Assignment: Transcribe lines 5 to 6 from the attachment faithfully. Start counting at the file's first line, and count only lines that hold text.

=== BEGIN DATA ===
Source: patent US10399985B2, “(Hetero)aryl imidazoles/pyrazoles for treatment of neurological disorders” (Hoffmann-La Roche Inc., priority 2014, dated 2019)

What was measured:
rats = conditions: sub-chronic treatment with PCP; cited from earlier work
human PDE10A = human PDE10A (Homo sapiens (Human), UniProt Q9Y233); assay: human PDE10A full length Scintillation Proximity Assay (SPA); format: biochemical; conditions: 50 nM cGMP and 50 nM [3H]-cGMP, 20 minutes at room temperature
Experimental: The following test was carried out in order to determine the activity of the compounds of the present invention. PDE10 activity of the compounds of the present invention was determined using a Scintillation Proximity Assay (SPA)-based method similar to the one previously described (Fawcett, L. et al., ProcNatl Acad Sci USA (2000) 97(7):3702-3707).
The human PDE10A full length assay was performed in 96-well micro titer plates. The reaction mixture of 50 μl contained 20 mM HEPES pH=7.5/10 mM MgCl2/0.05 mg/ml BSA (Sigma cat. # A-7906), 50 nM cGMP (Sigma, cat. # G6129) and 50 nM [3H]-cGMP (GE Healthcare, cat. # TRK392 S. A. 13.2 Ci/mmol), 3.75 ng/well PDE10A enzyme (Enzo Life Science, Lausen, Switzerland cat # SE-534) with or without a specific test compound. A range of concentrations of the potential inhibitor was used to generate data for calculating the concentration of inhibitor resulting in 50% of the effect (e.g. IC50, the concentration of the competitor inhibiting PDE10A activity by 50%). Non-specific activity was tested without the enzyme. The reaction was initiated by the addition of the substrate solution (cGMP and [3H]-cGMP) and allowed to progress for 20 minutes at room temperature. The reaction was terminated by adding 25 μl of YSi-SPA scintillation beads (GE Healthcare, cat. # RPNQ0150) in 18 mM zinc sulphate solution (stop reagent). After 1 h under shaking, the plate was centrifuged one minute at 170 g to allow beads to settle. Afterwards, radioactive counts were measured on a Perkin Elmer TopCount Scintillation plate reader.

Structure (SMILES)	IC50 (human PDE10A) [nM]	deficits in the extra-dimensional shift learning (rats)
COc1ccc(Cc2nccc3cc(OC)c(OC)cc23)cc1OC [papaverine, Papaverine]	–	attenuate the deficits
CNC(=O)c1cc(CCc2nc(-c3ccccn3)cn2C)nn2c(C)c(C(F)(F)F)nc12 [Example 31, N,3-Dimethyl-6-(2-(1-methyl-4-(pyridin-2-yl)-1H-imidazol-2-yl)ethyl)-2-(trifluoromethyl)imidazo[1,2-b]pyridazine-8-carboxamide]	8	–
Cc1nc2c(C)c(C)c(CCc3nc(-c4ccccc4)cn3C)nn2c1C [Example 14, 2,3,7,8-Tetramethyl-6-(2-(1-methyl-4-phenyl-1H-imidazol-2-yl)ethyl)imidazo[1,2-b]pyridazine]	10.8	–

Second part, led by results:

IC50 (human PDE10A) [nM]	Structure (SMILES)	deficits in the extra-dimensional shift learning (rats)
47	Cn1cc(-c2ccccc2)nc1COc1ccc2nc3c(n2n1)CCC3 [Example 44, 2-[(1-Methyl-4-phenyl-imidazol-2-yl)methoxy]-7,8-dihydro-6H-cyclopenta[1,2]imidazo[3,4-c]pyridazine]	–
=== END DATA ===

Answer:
Experimental: The following test was carried out in order to determine the activity of the compounds of the present invention. PDE10 activity of the compounds of the present invention was determined using a Scintillation Proximity Assay (SPA)-based method similar to the one previously described (Fawcett, L. et al., ProcNatl Acad Sci USA (2000) 97(7):3702-3707).
The human PDE10A full length assay was performed in 96-well micro titer plates. The reaction mixture of 50 μl contained 20 mM HEPES pH=7.5/10 mM MgCl2/0.05 mg/ml BSA (Sigma cat. # A-7906), 50 nM cGMP (Sigma, cat. # G6129) and 50 nM [3H]-cGMP (GE Healthcare, cat. # TRK392 S. A. 13.2 Ci/mmol), 3.75 ng/well PDE10A enzyme (Enzo Life Science, Lausen, Switzerland cat # SE-534) with or without a specific test compound. A range of concentrations of the potential inhibitor was used to generate data for calculating the concentration of inhibitor resulting in 50% of the effect (e.g. IC50, the concentration of the competitor inhibiting PDE10A activity by 50%). Non-specific activity was tested without the enzyme. The reaction was initiated by the addition of the substrate solution (cGMP and [3H]-cGMP) and allowed to progress for 20 minutes at room temperature. The reaction was terminated by adding 25 μl of YSi-SPA scintillation beads (GE Healthcare, cat. # RPNQ0150) in 18 mM zinc sulphate solution (stop reagent). After 1 h under shaking, the plate was centrifuged one minute at 170 g to allow beads to settle. Afterwards, radioactive counts were measured on a Perkin Elmer TopCount Scintillation plate reader.